Dual Credit Criminal Justice Class


What an ideal prison looks like according to Ricardo Mena

The Dual Credit Criminal Justice class is for students who want to learn more about the justice system and political system. This class is taught by Ross Eagle who has experienced a career as a lawyer and helps us understand how the world and laws work. Mr. Eagle recently gave the students projects such as court role plays or making an ideal prison from scratch which make the class more active. Fellow students Ricardo Mena and Christopher Pina share their thoughts on this 

Both were in agreement that the court role play was one of their favorite projects to do. The role play was about that dealt with a car accident when a man ran over a kid on his bicycle but there was a sign that said “no turning for bicycles” on that specific road but at the same time the car was speeding while turning. So Mr. Eagle came up with the idea to give everyone a role on two teams: one defends the man driving and the other the teenager who wasn’t supposed to turn on that road. Students had to play as either lawyers, suspects, judges, or victims which made everyone participate and made the class feel more alive instead of doing written assignments everyday. Another exciting assignment was the  Prison System Project was an assignment given to the students in the Dual Credit Criminal Justice class in which students had to draw on paper what an ideal prison looks like, and as a student in the class I witnessed students having a good time because it was a drawing and coloring project: something simple and easy. Student Christopher Pina stated “Yes, it’s really interesting because it teaches us about the rules there are in life in a fun way so that we can learn easier instead of giving us tests.” Mr. Eagle’s class is a lot more active and better as these projects keep coming where students can get  creative.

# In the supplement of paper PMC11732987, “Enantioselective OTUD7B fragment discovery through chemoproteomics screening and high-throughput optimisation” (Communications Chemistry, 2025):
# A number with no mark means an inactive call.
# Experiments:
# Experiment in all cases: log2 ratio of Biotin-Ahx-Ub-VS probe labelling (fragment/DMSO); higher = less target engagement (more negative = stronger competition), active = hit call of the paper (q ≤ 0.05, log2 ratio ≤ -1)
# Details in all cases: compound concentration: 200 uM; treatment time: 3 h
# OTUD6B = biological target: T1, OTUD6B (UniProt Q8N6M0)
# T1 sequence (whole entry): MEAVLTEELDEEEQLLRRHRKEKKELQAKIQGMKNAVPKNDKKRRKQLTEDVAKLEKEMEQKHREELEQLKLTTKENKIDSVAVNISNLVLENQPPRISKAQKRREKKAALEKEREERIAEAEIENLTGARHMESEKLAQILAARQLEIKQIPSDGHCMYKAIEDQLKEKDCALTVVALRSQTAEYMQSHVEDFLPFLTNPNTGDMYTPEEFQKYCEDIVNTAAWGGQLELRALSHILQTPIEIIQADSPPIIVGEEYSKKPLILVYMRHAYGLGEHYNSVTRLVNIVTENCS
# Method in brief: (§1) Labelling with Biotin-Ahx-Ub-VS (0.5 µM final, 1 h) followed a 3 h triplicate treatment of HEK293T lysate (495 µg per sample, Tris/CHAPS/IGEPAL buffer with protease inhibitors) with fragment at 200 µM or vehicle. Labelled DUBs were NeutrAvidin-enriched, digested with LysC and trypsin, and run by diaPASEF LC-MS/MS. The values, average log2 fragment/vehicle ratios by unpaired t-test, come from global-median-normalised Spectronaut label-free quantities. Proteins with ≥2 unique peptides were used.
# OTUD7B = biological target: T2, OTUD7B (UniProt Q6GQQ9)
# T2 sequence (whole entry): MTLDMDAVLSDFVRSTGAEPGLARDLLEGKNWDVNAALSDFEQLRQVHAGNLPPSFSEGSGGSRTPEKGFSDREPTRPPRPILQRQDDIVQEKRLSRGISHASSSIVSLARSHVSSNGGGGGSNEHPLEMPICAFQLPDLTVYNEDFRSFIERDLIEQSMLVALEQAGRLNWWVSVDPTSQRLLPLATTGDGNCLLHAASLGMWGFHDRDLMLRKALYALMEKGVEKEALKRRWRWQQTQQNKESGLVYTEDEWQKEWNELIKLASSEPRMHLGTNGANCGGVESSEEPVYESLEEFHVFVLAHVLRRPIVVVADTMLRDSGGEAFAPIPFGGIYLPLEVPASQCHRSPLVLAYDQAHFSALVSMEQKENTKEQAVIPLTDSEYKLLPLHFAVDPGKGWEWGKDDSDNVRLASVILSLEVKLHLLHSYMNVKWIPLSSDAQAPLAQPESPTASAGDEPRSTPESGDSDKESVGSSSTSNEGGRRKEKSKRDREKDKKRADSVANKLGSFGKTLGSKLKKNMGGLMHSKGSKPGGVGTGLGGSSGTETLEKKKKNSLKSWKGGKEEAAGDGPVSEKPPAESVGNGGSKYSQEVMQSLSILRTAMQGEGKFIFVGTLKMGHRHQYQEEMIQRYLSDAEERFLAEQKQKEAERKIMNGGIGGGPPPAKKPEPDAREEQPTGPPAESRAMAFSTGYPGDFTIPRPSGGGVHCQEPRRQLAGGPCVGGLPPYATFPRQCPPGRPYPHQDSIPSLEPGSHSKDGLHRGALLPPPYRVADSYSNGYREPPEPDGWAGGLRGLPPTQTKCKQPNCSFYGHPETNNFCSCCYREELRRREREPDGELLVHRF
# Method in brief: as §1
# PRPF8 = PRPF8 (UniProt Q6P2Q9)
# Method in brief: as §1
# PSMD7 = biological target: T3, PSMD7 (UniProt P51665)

Whether its a prison project, a court role play, or any of Mr. Eagle’s creative projects will help improve the class as a whole because it helps students learn something new in a fun way. Ricardo Mena stated, “there was never a day I thought this wasn’t a good or fun idea, it was something that made us feel somewhat of a court but also as an activity it will never be as engaging as the first ever court case we ever did.”